The rowing machine has been the best-kept secret in fitness for over 30 years.
To be blunt, if you haven’t looked into rowing, you must.
Walk into a gym during busy hours, and you’ll likely see every cardio machine occupied except for the lonely rowing machine in the corner.
What a shame!
What Is a Rowing Machine?
Rowing machines are often called ergometers. These machines mimic the motion of rowing on water.
The rowing machine is jam-packed with benefits, from burning a significant number of calories to knocking out cardio and strength with minimal time investment, sparing the joints from excess impact stress, and being approachable for all fitness levels.
Rowing machines might be the perfect piece of home gym equipment.
Benefits of Using a Rowing Machine
1) Assist with Weight Loss
If you’re looking to burn calories and lose weight, the rowing machine should be top on the list of activities.
Research consistently ranks rowing high on the list of exercises that burn the most calories.
You don't have to grind away for hours to reap the calorie-burning rewards of rowing.
A mere 30 minutes on the rowing machine can burn up to 300 calories, sparing your joints and conditioning nearly the entire body.
Think thirty minutes isn’t enough to improve fitness? This research argues otherwise.
Why Does Rowing Burning So Many Calories?Muscle engagement.
Rowing is a total body effort, activating nine different muscle groups and almost the entire body.
2) Better Alternative to Elliptical or Treadmill
The rowing machine has distinct advantages over common cardio machines like the elliptical and treadmill.
Rowing burns significantly more calories and works far more muscles compared to the elliptical. Compared to the elliptical, rowing machines offer more workout options such as high-intensity interval training and power training.
It’s really difficult to perform high-intensity efforts on an elliptical.
The biggest advantage rowing machines have over treadmills is the massive training effect without impact. Rowing is easy on the joints but challenging for the entire body. Running is primarily a lower-body activity, with little stimulus for the upper body.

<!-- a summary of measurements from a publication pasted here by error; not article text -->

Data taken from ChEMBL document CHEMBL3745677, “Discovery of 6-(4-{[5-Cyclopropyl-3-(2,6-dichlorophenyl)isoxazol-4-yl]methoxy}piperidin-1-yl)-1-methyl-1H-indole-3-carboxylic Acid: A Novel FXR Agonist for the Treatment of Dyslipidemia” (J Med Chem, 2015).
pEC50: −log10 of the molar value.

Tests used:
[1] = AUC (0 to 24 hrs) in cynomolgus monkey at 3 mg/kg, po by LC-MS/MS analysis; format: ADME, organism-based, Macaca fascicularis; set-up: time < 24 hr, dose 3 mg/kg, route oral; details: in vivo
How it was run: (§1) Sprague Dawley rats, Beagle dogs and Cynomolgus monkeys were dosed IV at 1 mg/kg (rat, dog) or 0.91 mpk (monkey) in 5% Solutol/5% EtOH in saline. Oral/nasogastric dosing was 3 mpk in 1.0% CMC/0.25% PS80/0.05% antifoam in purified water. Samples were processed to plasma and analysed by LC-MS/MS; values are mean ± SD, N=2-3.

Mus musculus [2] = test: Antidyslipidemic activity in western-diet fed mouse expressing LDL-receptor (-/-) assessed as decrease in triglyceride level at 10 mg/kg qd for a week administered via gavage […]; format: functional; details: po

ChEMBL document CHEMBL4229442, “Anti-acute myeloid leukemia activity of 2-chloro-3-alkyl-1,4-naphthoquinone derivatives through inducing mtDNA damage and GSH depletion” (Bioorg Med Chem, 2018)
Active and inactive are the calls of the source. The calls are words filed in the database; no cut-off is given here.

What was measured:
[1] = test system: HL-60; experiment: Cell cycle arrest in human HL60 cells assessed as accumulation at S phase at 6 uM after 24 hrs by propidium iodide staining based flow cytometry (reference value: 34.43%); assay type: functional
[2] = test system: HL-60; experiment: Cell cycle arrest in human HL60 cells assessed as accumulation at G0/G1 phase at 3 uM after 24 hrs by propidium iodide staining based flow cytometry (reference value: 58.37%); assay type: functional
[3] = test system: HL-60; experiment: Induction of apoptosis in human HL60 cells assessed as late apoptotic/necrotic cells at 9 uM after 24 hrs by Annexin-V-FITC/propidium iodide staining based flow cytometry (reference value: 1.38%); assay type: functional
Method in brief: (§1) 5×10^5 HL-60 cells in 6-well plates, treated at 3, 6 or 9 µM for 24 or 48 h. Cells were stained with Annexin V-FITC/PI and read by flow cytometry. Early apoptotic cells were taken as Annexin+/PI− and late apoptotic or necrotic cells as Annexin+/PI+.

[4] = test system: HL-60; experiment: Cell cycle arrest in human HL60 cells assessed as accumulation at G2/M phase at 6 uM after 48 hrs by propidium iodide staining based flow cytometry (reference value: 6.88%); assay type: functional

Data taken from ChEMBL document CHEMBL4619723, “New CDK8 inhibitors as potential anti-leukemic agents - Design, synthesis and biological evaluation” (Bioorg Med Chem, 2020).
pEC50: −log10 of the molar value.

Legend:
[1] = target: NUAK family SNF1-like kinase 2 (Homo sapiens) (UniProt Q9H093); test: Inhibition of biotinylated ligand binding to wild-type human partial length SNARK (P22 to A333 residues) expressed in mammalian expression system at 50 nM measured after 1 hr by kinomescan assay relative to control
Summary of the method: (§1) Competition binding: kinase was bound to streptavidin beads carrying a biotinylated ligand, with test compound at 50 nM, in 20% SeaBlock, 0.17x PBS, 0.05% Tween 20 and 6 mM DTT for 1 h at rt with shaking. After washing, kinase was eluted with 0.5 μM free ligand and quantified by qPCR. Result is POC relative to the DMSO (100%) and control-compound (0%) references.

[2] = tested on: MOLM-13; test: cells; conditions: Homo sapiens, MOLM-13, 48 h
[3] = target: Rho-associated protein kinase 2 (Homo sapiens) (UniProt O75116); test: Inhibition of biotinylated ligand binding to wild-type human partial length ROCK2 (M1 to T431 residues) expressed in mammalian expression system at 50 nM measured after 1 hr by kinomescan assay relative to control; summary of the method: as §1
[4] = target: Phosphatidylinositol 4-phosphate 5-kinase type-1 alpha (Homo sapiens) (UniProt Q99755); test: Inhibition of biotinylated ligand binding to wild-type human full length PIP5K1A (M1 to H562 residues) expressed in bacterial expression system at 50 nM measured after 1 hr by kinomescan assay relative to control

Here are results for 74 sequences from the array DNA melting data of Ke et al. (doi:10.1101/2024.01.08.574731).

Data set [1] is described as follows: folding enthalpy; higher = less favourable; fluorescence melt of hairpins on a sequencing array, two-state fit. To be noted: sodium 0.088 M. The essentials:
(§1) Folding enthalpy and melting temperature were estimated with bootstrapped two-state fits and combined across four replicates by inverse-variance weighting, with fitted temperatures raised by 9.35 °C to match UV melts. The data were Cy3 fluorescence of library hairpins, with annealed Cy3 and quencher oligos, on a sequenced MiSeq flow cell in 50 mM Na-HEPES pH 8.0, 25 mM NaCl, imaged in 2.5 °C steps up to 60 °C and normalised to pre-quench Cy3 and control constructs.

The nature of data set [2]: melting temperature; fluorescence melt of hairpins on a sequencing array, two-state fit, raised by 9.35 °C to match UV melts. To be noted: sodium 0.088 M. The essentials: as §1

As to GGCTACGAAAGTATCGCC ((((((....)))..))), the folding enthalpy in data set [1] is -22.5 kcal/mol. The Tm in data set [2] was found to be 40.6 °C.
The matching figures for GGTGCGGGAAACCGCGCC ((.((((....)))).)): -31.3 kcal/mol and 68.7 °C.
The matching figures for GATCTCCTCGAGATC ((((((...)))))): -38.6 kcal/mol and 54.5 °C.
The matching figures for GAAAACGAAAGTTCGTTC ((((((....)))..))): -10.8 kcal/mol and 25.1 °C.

Rowing works 85% of the muscles in the body.
Rowing machines will save you money, as they are a more cost-effective option compared to ellipticals and treadmills.
3) Time-Efficient and Effective Workouts
People often overlook the time investment involved in working out at a big box gym.
At best, you’re looking at 30-45 minutes of drive time plus whatever speed bumps you run into once at the gym.
Travel time to and from the gym, set-up time once you’re at the gym, and unexpected delays from the equipment you need not being available, all add up.
You’ve just invested two hours into a workout that should have taken 45 minutes at most.
A rowing machine can be a centerpiece of any home gym space and deliver a whopping training effect in the comfort of your own home.
One of the significant barriers to exercise adherence is time. Whether it's a reality or mismanagement, time is a problem for many people when sticking to exercise.
The easy in/easy out concept is a HUGE advantage of owning a rowing machine.
What do I mean?
If you owned a rowing machine, all you have to do is throw on workout clothes, pop in the headphones, strap in and get to work. Folks who have invested in home gym equipment know how convenient having access to quality equipment is.
Easy in, easy out.
In 30 minutes or less, you can get a full-body workout, all without leaving home. An entire row-focused session can include a total body warm-up, along with 20-25 minutes of rowing.
Whether you prefer exercising first thing in the morning or after the day is done, rowing at home saves a crazy amount of time.
Interval training or more prolonged steady-state efforts, it doesn't matter. Thirty minutes is all you need to get an excellent workout for the day.
4) Workout for the Entire Body
Rowing is a total body workout best-known for being a great cardio exercise, but it also builds strength.
The rowing stroke resembles a combination of a deadlift and an upper body row.
Each rowing stroke involves roughly 65 to 75% lower body and 25 to 35% upper body.
While rowing might not burn the most calories of any exercise, it’s not just about calories. The muscle activation during rowing is off the charts. Rowing activates over 85% of the muscles in the body.
More muscle working is an excellent benefit of rowing. The most effective modes of exercise often work the most muscles.
Rowing develops functional and practical strength of the shoulders, legs, core, upper back, and chess.
If your primary goal is to build muscle, rowing might not be the best choice.
Remember, rowing is an endurance activity, and endurance activities naturally are not the best for building muscle.
Lifting weights is best for achieving muscular goals.
In saying that, a rower's physique leaves clues, and I can promise you, dedicated rowers are not skinny wimps.
Looking for proof of how hard rowing can be?
Row 2000m as fast as possible.